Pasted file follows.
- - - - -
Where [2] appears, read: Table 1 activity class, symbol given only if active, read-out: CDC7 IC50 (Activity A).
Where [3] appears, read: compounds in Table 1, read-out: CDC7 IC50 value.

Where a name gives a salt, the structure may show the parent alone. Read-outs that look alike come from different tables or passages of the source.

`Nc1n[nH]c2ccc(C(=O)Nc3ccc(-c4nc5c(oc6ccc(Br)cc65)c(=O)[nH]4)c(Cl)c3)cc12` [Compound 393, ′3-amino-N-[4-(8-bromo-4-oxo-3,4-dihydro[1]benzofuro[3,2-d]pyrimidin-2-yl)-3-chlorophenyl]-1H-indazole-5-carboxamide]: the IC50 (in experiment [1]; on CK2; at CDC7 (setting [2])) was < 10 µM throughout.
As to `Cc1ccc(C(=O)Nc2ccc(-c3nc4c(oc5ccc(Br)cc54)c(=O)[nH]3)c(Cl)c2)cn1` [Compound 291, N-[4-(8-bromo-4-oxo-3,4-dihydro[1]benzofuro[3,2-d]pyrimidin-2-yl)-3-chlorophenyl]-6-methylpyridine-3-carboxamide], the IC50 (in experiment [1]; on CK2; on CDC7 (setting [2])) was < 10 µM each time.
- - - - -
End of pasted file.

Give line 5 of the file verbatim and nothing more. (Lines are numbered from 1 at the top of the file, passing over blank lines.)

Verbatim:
As to `Cc1ccc(C(=O)Nc2ccc(-c3nc4c(oc5ccc(Br)cc54)c(=O)[nH]3)c(Cl)c2)cn1` [Compound 291, N-[4-(8-bromo-4-oxo-3,4-dihydro[1]benzofuro[3,2-d]pyrimidin-2-yl)-3-chlorophenyl]-6-methylpyridine-3-carboxamide], the IC50 (in experiment [1]; on CK2; on CDC7 (setting [2])) was < 10 µM each time.